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Career Coach: Advice for blushers and job hunters

Last week Joyce E.A. Russell took questions from readers online at capbiz.biz. Here are some excerpts:

Managing a difficult
co-worker

Q:I have a co-worker in another office who often scolds me via e-mail and adds additional names to the “cc:” line. It is not as embarrassing as it is annoying. How do I approach her tactfully to put an end to this?

A: E-mail is often used inappropriately. It is definitely not the best forum for delivering bad or uncomfortable news. The e-mails often escalate back and forth and then the issues never get resolved. In fact, they tend to become even more difficult to resolve.

Let her know that you appreciate hearing about her concerns and feel that talking in person or over the phone would enable you to respond more effectively to her issues. Or, you could ask someone else who has a closer relationship with her (or is her boss) to talk with her about this. Make sure the conversation is done in person.

Blushing at work

Q:I have a terrible issue of blushing that I cannot control. It often happens when speaking in meetings or meeting someone new. I am good at my job but I feel this is really holding me back and making me seem immature.

A: I can understand your concern over this. I am assuming you have checked with a doctor? I have known people who were able to get some help in this way.

Another thing is that it seems you feel your blushing is holding you back. Just remember that people take their cues from you. If you blush, but still come across as confident (and ignore the blushing), they may also ignore it. I know this is much easier said than done. I would definitely encourage you to think about courses such as Dale Carnegie or Toastmasters if public speaking makes you nervous.

Resume revamp

Q:I am in my mid-40s, graduated college with a bachelor’s in management and ethics in 2008. I have sent out approximately 75 resumes in the past month and I have heard absolutely nothing in response to my resume and cover letter. It has been suggested from friends to drop the years from the resume because it “dates” my age and also to highlight my accomplishments at my current job.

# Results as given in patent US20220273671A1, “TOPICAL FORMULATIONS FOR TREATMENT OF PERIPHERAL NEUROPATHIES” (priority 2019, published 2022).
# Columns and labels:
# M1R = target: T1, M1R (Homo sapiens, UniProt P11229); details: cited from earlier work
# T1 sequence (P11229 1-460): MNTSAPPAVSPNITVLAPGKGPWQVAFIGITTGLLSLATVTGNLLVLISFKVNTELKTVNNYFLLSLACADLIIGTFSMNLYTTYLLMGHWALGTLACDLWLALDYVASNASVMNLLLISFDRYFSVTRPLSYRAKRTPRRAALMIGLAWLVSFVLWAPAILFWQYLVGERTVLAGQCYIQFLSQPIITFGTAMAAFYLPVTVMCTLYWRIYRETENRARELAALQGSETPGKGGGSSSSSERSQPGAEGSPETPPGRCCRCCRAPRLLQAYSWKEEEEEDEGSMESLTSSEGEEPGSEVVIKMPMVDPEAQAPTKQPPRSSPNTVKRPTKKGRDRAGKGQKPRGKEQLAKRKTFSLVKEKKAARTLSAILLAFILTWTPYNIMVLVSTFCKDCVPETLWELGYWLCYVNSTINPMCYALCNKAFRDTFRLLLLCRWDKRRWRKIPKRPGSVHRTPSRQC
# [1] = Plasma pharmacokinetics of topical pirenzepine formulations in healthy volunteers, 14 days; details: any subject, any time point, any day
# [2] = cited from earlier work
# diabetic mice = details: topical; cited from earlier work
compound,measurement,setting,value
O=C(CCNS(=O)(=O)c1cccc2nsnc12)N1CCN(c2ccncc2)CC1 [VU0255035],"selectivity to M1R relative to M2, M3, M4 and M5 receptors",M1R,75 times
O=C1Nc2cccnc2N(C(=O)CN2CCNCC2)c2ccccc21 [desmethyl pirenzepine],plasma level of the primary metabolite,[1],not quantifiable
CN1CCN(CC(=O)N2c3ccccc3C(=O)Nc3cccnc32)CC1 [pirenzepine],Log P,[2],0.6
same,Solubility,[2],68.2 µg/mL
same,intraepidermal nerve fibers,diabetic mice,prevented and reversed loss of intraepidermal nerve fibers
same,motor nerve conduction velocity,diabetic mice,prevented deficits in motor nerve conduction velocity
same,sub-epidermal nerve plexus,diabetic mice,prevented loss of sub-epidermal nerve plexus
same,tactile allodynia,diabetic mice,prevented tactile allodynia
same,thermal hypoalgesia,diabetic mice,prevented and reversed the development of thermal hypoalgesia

The problem is how do I do that when I have no job description and I do the everyday administrative tasks for a three-person office?

A: Having graduated in 2008 does not place you as an “older person” (not that recruiters should be looking at that issue anyway).

I would definitely highlight your accomplishments at your current job. There are plenty of examples of what resumes should look like. You might go to a book store and check out “Knock ’Em Dead Resumes” or “Knock ’Em Dead Cover Letters.” They offer some great ideas for what you should include and how to highlight your strengths.

Maternity leave concerns

Q:I will have been at my current job for a little over a year by the time my second child is born. The job has not worked out like I thought it would —I have a lot of down-time, very little direction from my superiors, and discussions about other projects I could work on have been shut down or not amounted to anything.

I do have some responsibilities that will have to be taken care of by someone else while I’m gone, and I’m terrified that when I go on leave, that person will notice that I’m not doing anything. The funding for my position comes from a contract, so I’m also worried that when it’s renewal time, they will reduce/eliminate my position and salary in order to make the “deal” more favorable to the other party. I’m worried I will come back to no job.

I am sort of looking for other jobs, but it will soon be very obvious that I’m expecting and I know that won’t help my chances.

A: Other employers, if you are currently looking for jobs, should not take into consideration your pregnancy when hiring you. If you get on the www.shrm.org Web site, you can learn more about the Pregnancy Discrimination Act.

About your current job, what about the possibilities of trying to enhance your work responsibilities at this point in time to ensure that you are able to come back to a viable job? Isn’t there anyone there to talk with about giving you more to do? Are there other managers in other departments you might be able to talk with (or volunteer to work with)? If not, your fears might be realized.

Joyce E.A. Russell is the director of the Executive Coaching and Leadership Development Program at the University of Maryland’s Robert H. Smith School of Business. She is a licensed industrial and organizational psychologist.

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